NEW YORK, February 13, 2013 - It wasn’t news to me when I heard that Barnes and Noble was fading out by reducing its number of book stores, some here, some there, some everywhere, gradually over the years. We heard the same story from Borders, that it was phasing out to get more lean and mean and competitive, at least until all the lights went out.
I’ll trust my well-read, well-educated readers to please search elsewhere for the numbers, the statistics and for the generalities. From me you will get it factually, first-hand and personal. First off, we did not desert them. They deserted us, and no amount of lattes can make the difference.
Travel back with me to the time a young writer (me) got his first book published and in print, in this case, The Horsemen. Imagine the excitement when the reviews came in, all of them five stars in today’s speak. Back then, and not so long ago, there was television, even telephones, but there were no iPhones, nor were there e-books.
So book stores were our first and last resort. We follow this young writer as he hunts down one book store after another to find his book surely stacked up high. After all, the reviews! He travels throughout the East Coast and not one, not a single book store, heard of him or his marvelous book, and from the chains here was the answer…
“We only carry bestsellers.”
Really! Now how does a book become a bestseller unless it can get sold, and if it isn’t being carried it can’t get sold, and therefore it can’t become a bestseller, right? You the writer, and you the reader, are sunk at the start. We never had a chance to meet. Hello, goodbye and get back to your vampires.
We have arrived at the perfect Catch-22, speaking of books…and speaking of books, most of us speak and read in English. Why can’t those managers and clerks do the same? I’m talking about the chains, not the privately owned shops, where it is so different, God bless them. No, on my rounds from one chain store to the next, English is a foreign tongue, on the part of the clerks.
I generalize here, and am sure to hear otherwise, but that is the case if not always, then often enough.
Move along with me to a more recent time, and this time I have a legitimate bestseller, and I won’t mention the name so you won’t think I’m self-promoting. This book has been made into smash box-office hit. At the same time as the movie, the book is selling like crazy overseas; millions of copies are being spread out across more than 22 countries on all continents.
Must be doing sensationally here as well, no?
Here comes a phone call from a reporter at the LA Daily News, which goes something like this: “We’ve put our entire staff to the phones to call every book store in the region, and not a single one carries your book. How is this possible? Your book and movie are the hottest thing going. Do you know what’s going on?”
No I didn’t, so I did my own sleuthing. I visited ALL the book stores in the Philadelphia region, the chained ones, and all of them said that oh yes they’d heard of the movie but never the book. This part is still funny – though not back then – when I got into an argument with the manager of that book store in Center City; now out of business, naturally.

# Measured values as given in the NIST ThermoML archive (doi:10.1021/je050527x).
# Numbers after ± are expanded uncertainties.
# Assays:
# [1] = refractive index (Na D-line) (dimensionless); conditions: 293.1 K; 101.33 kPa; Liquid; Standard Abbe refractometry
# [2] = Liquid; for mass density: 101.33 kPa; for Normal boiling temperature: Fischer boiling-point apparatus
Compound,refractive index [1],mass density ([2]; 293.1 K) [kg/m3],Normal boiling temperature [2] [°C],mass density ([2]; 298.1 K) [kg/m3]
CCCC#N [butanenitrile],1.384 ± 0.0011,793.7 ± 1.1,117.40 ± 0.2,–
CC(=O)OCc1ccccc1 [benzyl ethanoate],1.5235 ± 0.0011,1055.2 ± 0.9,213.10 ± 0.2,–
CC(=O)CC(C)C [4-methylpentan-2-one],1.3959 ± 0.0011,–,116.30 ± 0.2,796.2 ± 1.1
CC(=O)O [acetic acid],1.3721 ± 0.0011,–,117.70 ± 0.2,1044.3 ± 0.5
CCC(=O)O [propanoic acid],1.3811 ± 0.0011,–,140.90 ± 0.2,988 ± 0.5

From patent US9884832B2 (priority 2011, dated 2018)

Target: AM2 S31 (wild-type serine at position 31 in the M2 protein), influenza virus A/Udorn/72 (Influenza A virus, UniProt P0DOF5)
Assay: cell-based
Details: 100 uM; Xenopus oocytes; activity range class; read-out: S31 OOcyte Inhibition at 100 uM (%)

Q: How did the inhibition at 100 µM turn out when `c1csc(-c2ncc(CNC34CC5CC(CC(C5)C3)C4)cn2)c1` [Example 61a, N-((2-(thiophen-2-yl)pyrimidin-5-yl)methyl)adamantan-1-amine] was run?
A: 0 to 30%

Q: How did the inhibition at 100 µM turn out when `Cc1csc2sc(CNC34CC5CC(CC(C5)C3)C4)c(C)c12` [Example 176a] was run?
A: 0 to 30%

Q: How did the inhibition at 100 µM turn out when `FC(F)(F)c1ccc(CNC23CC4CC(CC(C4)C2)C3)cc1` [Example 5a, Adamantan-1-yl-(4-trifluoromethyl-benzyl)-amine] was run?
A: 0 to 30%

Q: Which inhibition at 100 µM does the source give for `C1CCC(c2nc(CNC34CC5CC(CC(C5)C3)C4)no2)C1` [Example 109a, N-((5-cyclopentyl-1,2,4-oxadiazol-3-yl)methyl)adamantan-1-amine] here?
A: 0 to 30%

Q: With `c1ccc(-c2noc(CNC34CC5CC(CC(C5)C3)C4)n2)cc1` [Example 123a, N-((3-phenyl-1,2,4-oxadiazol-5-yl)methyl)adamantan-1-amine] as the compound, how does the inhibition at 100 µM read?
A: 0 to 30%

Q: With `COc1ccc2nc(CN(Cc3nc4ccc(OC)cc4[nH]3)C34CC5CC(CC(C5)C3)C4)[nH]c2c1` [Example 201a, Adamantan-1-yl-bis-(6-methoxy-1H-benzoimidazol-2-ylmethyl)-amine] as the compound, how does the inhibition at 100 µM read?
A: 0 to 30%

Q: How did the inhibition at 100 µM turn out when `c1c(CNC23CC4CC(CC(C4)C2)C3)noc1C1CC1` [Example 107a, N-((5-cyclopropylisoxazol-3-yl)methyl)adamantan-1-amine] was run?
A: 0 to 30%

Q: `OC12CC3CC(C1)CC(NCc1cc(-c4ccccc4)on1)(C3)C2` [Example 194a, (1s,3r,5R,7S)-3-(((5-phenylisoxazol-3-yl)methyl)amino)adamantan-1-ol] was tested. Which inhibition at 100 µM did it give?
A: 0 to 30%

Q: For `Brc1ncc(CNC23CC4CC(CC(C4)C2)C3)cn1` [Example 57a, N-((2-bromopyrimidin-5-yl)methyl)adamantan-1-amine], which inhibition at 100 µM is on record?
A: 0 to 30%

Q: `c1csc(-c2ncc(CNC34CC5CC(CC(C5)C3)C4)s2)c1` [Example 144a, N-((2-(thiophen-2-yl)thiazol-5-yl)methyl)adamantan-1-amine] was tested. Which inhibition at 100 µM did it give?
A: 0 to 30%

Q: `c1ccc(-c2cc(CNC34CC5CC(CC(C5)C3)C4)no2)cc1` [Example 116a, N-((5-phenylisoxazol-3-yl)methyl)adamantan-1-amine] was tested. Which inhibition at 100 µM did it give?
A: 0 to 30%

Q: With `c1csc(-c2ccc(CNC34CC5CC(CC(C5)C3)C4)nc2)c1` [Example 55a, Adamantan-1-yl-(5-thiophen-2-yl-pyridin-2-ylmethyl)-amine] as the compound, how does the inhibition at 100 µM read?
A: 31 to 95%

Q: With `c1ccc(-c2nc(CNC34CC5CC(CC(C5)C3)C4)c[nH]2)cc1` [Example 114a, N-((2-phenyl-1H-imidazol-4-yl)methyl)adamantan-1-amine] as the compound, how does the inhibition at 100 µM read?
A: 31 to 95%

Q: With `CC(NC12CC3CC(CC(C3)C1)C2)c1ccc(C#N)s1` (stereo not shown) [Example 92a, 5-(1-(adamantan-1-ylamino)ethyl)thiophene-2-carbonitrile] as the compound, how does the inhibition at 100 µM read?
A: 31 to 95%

Manager: There is no such book.
Me: Yes there is.
Manager: No. No such book. Only movie. No book.
Me: I WROTE THE DAMNED BOOK!
Gradually, despite everything, the novel began selling big here as well, and I emphasize, despite everything, including neglect from the publisher.
Here’s what else I found while doing my rounds. Nobody cared. Nobody gave a damn. Nobody (except for a few places) said, “Let me look it up.” I found these book store chains to be inhospitable and uncaring and not just for me, but for all customers in search of a good read and a friendly reception.
Is it the pay? Most likely the typical book store clerk gets about the same salary he or she would get at McDonald’s, inviting the same kind of love and care.
Here’s what happened. At the height of the booming 1980s, the chains came, driving out Mom and Pop. The chains began merging and conglomerating. They got bigger and bigger and as they got bigger they got monotonous and sterile. People got hired who didn’t or couldn’t read a single book in the entire place.
They didn’t care if you bought a book or if walked out empty-handed. The boss wasn’t around and he or she, miles away, up in corporate headquarters, cared nothing for you, your love of books, but cared only for your bottom line. The chains were run not by book lovers, but by accountants.
Frankly, it is Amazon that came to the rescue. No, Amazon did not drive out book stores, as has been alleged. As I’ve just said, the conglomerating and the sterilizing and the sickening conformity had begun well before Amazon came along in the mid-1990s. So, thankfully, we’re being served and saved only by Amazon and the independents, who are bound to live and thrive as the dinosaurs die out.
Keep the books, they said, forget the cappuccino.
Jack Engelhard is a novelist for such moral dilemma bestsellers as The Bathsheba Deadline, The Girls of Cincinnati, and the classic Indecent Proposal, his memoir Escape From Mount Moriah, and Slot Attendant – A Novel About A Novelist is Engelhard’s partly autobiographical expose about the trials of making it as a writer, bring his words to the Communities page covering all topics, with special focus on the absurdity of human behavior, and reaches around the globe.
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